To Stunt Or Not To Stunt - That's Really Not The Question

Advertising and marketing are filled with great ideas, but one of the quandaries facing any strategist is whether you should focus on the fundamentals or take your budget to do a single stunt-type execution that will break through the clutter and bring attention to your brand.

Which choice represents the best strategy? In all honesty, I have no idea what the right answer is. However, I have a hunch.

I believe a stunt only works to augment or add fire to a sound fundamental strategy.

A stunt cannot replace that foundation, and it probably won't work as expected if you don't have that foundation laid down first.

Back in the day when I was leading Marketing for IUMA (the internet underground music archive) we did a stunt where we asked people to name their baby IUMA in order to get free music for life. We agreed to pay the first 10 people who did.

Eleven people actually went ahead and named their kids IUMA, so we went ahead and awarded the value to all 11. We got some notoriety and won the number 2 slot in's “dumbest marketing ideas of the year” award, which was ironic because it did work in terms of driving attention to us.



That being said, IUMA is no longer around, and we did not properly capitalize on that attention.

Fast forward to 2012, when Red Bull got a guy to jump out of a plane from "space" with their branding all over it.

That stunt still is talked about today, and it was 100% aligned to Red Bull's brand. But they were well-equipped to take advantage of that attention with a sound fundamental strategy in place to capture the traffic and attention.

People knew about Red Bull. They had lots of search results, they branded the video, they drove people to a site about the jump, and they harnessed the value of that stunt in a very strong way.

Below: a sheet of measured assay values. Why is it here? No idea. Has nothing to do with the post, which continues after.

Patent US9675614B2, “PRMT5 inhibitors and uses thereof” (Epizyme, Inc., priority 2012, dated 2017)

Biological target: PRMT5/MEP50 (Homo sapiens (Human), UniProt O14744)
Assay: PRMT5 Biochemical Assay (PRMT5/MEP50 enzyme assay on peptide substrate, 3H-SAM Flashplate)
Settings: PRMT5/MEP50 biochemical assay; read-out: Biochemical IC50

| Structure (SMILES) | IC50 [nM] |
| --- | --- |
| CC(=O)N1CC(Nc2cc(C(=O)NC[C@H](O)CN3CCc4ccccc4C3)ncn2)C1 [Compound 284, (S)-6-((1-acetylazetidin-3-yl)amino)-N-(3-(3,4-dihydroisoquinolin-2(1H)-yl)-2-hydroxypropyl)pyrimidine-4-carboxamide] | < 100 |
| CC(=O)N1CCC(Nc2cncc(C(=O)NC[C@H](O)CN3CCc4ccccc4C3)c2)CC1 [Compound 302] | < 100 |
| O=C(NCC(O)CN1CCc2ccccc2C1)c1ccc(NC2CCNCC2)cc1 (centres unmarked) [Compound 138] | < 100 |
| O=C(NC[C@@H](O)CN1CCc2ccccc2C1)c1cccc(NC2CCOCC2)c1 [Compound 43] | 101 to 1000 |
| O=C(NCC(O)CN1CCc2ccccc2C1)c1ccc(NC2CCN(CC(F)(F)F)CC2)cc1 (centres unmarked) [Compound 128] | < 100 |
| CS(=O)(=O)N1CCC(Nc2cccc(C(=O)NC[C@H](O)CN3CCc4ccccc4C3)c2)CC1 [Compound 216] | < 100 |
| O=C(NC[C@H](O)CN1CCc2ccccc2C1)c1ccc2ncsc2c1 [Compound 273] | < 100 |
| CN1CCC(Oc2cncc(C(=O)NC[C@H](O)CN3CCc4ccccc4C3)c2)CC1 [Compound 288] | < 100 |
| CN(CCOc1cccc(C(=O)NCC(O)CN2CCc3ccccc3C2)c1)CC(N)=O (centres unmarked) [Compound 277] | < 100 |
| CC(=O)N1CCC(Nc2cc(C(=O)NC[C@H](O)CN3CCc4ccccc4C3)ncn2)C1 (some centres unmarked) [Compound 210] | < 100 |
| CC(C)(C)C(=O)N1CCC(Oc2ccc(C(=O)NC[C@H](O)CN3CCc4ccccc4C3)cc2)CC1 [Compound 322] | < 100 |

Fast forward once again to last week and the Odysseus robotic lunar lander from Intuitive Machines. Columbia sponsored the lander, and their brand can be seen in the images.

Did you hear about that? Probably not. I don't think it got picked up in the way Columbia wanted it to -- at least I had to search to find the attention paid to it. Perhaps the subtlety of it was intentional, or maybe they didn't have the infrastructure set up to capitalize on the stunt.

Stunts can be very effective, but you must invest in the infrastructure around them to harness and augment the opportunity. A stunt that occurs in a vacuum will never be heard or have the intended effect.

Paid and unpaid media must be put into place to accentuate the stunt and bring more attention to it.

You need to turn that stunt into something that doesn't simply live in the moment.

It needs to have legs beyond that exact time. It needs a tail, or a lag effect on improving the awareness of your brand.

Even Super Bowl spots have a lead up and a post-event campaign effect.

I remember when an ad-tech company called Turn invested in a single spot on the finale of "Mad Men." It resonated with those of us in the business, but it was not properly augmented and turned (no pun intended) into a true marketing vehicle for them.

One could argue that a stunt without a fundamental strategy to amplify it is simply an activity driven by ego.

It's the result of some marketer wanting to spend $3 million on a spot that will only run one time because they "wanted to do it" or "be recognized" as a real brand (I heard that once from a different marketer and to this day I remain shocked they got away with it).

Never overlook a good stunt idea, but never put all your eggs in that single basket either.

Be sure you have the foundation in place to augment, amplify and capture the attention that should be created. Then, and only then, will that idea have the impact you were hoping it would.

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